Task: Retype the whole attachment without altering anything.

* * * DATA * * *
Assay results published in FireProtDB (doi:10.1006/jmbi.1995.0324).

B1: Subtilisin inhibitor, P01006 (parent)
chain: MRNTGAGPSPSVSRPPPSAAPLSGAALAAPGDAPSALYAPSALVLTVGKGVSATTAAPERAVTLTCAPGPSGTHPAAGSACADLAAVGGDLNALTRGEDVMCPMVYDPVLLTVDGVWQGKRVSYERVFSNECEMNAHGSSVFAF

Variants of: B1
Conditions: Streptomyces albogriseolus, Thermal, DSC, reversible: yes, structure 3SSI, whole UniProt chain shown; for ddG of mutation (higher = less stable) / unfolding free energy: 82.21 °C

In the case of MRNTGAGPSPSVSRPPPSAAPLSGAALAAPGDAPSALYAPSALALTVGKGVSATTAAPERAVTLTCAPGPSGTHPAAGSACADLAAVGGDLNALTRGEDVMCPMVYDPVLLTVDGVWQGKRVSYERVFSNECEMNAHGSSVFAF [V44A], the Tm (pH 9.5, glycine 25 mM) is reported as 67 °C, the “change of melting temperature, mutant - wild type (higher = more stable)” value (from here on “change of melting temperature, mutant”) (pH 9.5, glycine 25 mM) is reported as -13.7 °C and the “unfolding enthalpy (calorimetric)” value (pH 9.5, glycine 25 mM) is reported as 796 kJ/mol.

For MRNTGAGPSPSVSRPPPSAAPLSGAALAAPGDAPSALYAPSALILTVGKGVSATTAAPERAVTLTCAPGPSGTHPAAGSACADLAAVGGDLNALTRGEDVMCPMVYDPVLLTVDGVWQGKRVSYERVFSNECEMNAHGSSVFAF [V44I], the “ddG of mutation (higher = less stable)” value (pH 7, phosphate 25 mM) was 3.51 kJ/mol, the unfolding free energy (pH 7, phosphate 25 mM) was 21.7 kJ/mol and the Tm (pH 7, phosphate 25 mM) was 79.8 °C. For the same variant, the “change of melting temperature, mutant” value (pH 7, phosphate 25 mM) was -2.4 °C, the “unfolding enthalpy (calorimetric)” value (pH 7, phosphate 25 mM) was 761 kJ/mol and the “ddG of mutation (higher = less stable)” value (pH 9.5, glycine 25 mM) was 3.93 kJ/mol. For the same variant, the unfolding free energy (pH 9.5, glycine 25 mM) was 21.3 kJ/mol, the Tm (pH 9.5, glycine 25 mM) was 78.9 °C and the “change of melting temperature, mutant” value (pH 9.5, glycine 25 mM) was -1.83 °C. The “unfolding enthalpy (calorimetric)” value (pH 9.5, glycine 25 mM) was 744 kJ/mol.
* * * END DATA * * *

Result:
Assay results published in FireProtDB (doi:10.1006/jmbi.1995.0324).

B1: Subtilisin inhibitor, P01006 (parent)
chain: MRNTGAGPSPSVSRPPPSAAPLSGAALAAPGDAPSALYAPSALVLTVGKGVSATTAAPERAVTLTCAPGPSGTHPAAGSACADLAAVGGDLNALTRGEDVMCPMVYDPVLLTVDGVWQGKRVSYERVFSNECEMNAHGSSVFAF

Variants of: B1
Conditions: Streptomyces albogriseolus, Thermal, DSC, reversible: yes, structure 3SSI, whole UniProt chain shown; for ddG of mutation (higher = less stable) / unfolding free energy: 82.21 °C

In the case of MRNTGAGPSPSVSRPPPSAAPLSGAALAAPGDAPSALYAPSALALTVGKGVSATTAAPERAVTLTCAPGPSGTHPAAGSACADLAAVGGDLNALTRGEDVMCPMVYDPVLLTVDGVWQGKRVSYERVFSNECEMNAHGSSVFAF [V44A], the Tm (pH 9.5, glycine 25 mM) is reported as 67 °C, the “change of melting temperature, mutant - wild type (higher = more stable)” value (from here on “change of melting temperature, mutant”) (pH 9.5, glycine 25 mM) is reported as -13.7 °C and the “unfolding enthalpy (calorimetric)” value (pH 9.5, glycine 25 mM) is reported as 796 kJ/mol.

For MRNTGAGPSPSVSRPPPSAAPLSGAALAAPGDAPSALYAPSALILTVGKGVSATTAAPERAVTLTCAPGPSGTHPAAGSACADLAAVGGDLNALTRGEDVMCPMVYDPVLLTVDGVWQGKRVSYERVFSNECEMNAHGSSVFAF [V44I], the “ddG of mutation (higher = less stable)” value (pH 7, phosphate 25 mM) was 3.51 kJ/mol, the unfolding free energy (pH 7, phosphate 25 mM) was 21.7 kJ/mol and the Tm (pH 7, phosphate 25 mM) was 79.8 °C. For the same variant, the “change of melting temperature, mutant” value (pH 7, phosphate 25 mM) was -2.4 °C, the “unfolding enthalpy (calorimetric)” value (pH 7, phosphate 25 mM) was 761 kJ/mol and the “ddG of mutation (higher = less stable)” value (pH 9.5, glycine 25 mM) was 3.93 kJ/mol. For the same variant, the unfolding free energy (pH 9.5, glycine 25 mM) was 21.3 kJ/mol, the Tm (pH 9.5, glycine 25 mM) was 78.9 °C and the “change of melting temperature, mutant” value (pH 9.5, glycine 25 mM) was -1.83 °C. The “unfolding enthalpy (calorimetric)” value (pH 9.5, glycine 25 mM) was 744 kJ/mol.